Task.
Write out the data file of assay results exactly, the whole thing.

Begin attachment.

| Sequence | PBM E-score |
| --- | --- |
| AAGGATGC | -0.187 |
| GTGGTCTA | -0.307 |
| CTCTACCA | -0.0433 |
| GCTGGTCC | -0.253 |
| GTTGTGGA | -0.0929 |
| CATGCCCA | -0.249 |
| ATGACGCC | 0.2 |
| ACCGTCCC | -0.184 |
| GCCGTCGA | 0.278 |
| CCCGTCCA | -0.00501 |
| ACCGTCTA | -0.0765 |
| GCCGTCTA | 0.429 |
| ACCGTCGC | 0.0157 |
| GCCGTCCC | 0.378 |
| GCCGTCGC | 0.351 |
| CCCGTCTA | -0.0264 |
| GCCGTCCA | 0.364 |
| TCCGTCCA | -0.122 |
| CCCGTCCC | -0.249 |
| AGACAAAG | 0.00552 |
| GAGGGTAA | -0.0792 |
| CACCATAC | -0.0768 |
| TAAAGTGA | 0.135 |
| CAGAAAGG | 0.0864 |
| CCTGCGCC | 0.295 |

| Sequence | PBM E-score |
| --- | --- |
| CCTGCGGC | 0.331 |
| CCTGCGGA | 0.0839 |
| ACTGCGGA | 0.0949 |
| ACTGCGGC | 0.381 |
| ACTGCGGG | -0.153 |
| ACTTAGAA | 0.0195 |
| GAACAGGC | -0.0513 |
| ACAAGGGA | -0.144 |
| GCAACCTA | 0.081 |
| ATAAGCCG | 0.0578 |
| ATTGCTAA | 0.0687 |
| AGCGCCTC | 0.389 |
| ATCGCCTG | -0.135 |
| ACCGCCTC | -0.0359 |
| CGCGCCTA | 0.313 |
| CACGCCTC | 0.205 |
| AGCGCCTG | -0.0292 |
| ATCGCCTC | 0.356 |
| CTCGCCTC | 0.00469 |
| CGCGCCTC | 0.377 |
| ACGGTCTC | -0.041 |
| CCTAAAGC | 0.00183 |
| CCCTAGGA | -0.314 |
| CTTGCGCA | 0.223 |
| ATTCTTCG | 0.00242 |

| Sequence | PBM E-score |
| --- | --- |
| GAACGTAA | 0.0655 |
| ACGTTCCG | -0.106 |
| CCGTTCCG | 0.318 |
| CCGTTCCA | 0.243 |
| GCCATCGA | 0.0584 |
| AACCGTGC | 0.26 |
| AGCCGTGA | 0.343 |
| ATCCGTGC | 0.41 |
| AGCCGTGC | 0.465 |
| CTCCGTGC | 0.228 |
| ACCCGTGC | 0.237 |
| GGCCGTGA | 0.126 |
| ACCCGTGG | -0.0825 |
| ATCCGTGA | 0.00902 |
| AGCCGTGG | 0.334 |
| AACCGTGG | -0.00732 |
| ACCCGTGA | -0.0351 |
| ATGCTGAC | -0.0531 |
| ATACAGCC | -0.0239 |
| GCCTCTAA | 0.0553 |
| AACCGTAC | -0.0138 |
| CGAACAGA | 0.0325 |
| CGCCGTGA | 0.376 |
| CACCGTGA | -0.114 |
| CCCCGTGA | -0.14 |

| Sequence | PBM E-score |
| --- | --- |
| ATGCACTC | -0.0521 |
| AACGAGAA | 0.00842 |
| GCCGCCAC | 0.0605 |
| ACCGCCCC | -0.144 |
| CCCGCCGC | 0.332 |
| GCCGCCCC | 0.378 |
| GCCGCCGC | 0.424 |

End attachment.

| Sequence | PBM E-score |
| --- | --- |
| AAGGATGC | -0.187 |
| GTGGTCTA | -0.307 |
| CTCTACCA | -0.0433 |
| GCTGGTCC | -0.253 |
| GTTGTGGA | -0.0929 |
| CATGCCCA | -0.249 |
| ATGACGCC | 0.2 |
| ACCGTCCC | -0.184 |
| GCCGTCGA | 0.278 |
| CCCGTCCA | -0.00501 |
| ACCGTCTA | -0.0765 |
| GCCGTCTA | 0.429 |
| ACCGTCGC | 0.0157 |
| GCCGTCCC | 0.378 |
| GCCGTCGC | 0.351 |
| CCCGTCTA | -0.0264 |
| GCCGTCCA | 0.364 |
| TCCGTCCA | -0.122 |
| CCCGTCCC | -0.249 |
| AGACAAAG | 0.00552 |
| GAGGGTAA | -0.0792 |
| CACCATAC | -0.0768 |
| TAAAGTGA | 0.135 |
| CAGAAAGG | 0.0864 |
| CCTGCGCC | 0.295 |

| Sequence | PBM E-score |
| --- | --- |
| CCTGCGGC | 0.331 |
| CCTGCGGA | 0.0839 |
| ACTGCGGA | 0.0949 |
| ACTGCGGC | 0.381 |
| ACTGCGGG | -0.153 |
| ACTTAGAA | 0.0195 |
| GAACAGGC | -0.0513 |
| ACAAGGGA | -0.144 |
| GCAACCTA | 0.081 |
| ATAAGCCG | 0.0578 |
| ATTGCTAA | 0.0687 |
| AGCGCCTC | 0.389 |
| ATCGCCTG | -0.135 |
| ACCGCCTC | -0.0359 |
| CGCGCCTA | 0.313 |
| CACGCCTC | 0.205 |
| AGCGCCTG | -0.0292 |
| ATCGCCTC | 0.356 |
| CTCGCCTC | 0.00469 |
| CGCGCCTC | 0.377 |
| ACGGTCTC | -0.041 |
| CCTAAAGC | 0.00183 |
| CCCTAGGA | -0.314 |
| CTTGCGCA | 0.223 |
| ATTCTTCG | 0.00242 |

| Sequence | PBM E-score |
| --- | --- |
| GAACGTAA | 0.0655 |
| ACGTTCCG | -0.106 |
| CCGTTCCG | 0.318 |
| CCGTTCCA | 0.243 |
| GCCATCGA | 0.0584 |
| AACCGTGC | 0.26 |
| AGCCGTGA | 0.343 |
| ATCCGTGC | 0.41 |
| AGCCGTGC | 0.465 |
| CTCCGTGC | 0.228 |
| ACCCGTGC | 0.237 |
| GGCCGTGA | 0.126 |
| ACCCGTGG | -0.0825 |
| ATCCGTGA | 0.00902 |
| AGCCGTGG | 0.334 |
| AACCGTGG | -0.00732 |
| ACCCGTGA | -0.0351 |
| ATGCTGAC | -0.0531 |
| ATACAGCC | -0.0239 |
| GCCTCTAA | 0.0553 |
| AACCGTAC | -0.0138 |
| CGAACAGA | 0.0325 |
| CGCCGTGA | 0.376 |
| CACCGTGA | -0.114 |
| CCCCGTGA | -0.14 |

| Sequence | PBM E-score |
| --- | --- |
| ATGCACTC | -0.0521 |
| AACGAGAA | 0.00842 |
| GCCGCCAC | 0.0605 |
| ACCGCCCC | -0.144 |
| CCCGCCGC | 0.332 |
| GCCGCCCC | 0.378 |
| GCCGCCGC | 0.424 |